If the balloon went up and a Nuclear War started then the BBC would have broadcast a set script to help you feel at ease that auntie was still broadcasting! That broadcast could have come from many of the Regional Government Headquarters (RGHQ) around the country which each had a BBC Studio. However, it could equally have come from the BBC’s very own secret bunker.
Wood Norton Hall in Worcestershire was bought by the BBC in 1939 as a place it could relocate to from London in the event of war and it saw use during the Second World War acting as an emergency broadcasting centre. Its use continued however into the cold war with the construction of a purpose-built bunker on the site built.
Officially, Wood Norton is a BBC Training Academy and the bunker complex for emergency broadcasting has never been officially confirmed nor denied by the BBC. Know to those in charge as Protected Area Wood Norton or PAWN is a 175ft long bunker built into the hillside and contains sleeping quarters, broadcast equipment, entertainment such as Ping Pong tables and Pool tables and above ground has a broadcast mast fitted with an ultra-high frequency satellite dish. It is located beneath the Bredon Wing and as such is known as the Bredon Basement on signs so as to not give away its true purpose, although anyone reading the security signs would have no doubt that this was not a standard BBC building with statements such as “Access to this site is restricted, please be prepared to identify yourself to authorised staff” with an emergency phone located next to the phones with a hotline to security.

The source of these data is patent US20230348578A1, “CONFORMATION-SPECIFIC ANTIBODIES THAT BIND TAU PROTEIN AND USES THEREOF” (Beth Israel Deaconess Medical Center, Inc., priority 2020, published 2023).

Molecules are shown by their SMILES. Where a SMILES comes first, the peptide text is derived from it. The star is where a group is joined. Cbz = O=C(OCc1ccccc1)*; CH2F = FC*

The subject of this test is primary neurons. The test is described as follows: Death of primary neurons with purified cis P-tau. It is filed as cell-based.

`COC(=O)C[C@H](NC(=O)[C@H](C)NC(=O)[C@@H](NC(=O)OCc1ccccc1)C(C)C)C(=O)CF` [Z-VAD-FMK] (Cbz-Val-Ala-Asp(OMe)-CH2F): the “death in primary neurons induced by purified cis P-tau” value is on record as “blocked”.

BBC Wood Norton Location
While most would have expected this site to have gone the same way as the Governments’ bunkers it appears that the BBC may have inadvertently confirmed that it is still very much active. In a recent Freedom of Information Request the BBC Stated “In regards to Protected Area Wood Norton it is the BBC”s Policy that in the interest of National Security, we cannot comment or provide information on locations that currently form part of the emergency broadcast network“. This appears to be backed up by the security that still protects the site which is much higher than at any other BBC location.
According to declassified files from the Government War Book and cold war era files that PAWN had been set up to broadcast around 100 days worth of programming (presumably after that it would have been repeats?) and It is known that extra staff and generators were sent to PAWN in 1999 to deal with the possible fallout from the millennium bug.
There is no doubt that as we still live under the threat of Nuclear Attack and the ever increasing threat of terrorism that a plan for continuation of government, and of course, a countrywide broadcast network must and rightly should exist so that in a time of crisis there is a unified message. You also cannot under estimate the morale boost of having Auntie still broadcasting.
Is PAWN the only location of its kind? Almost certainly not but at least now you know where some of your licence fee goes, Auntie’s underground Cotswold retreat!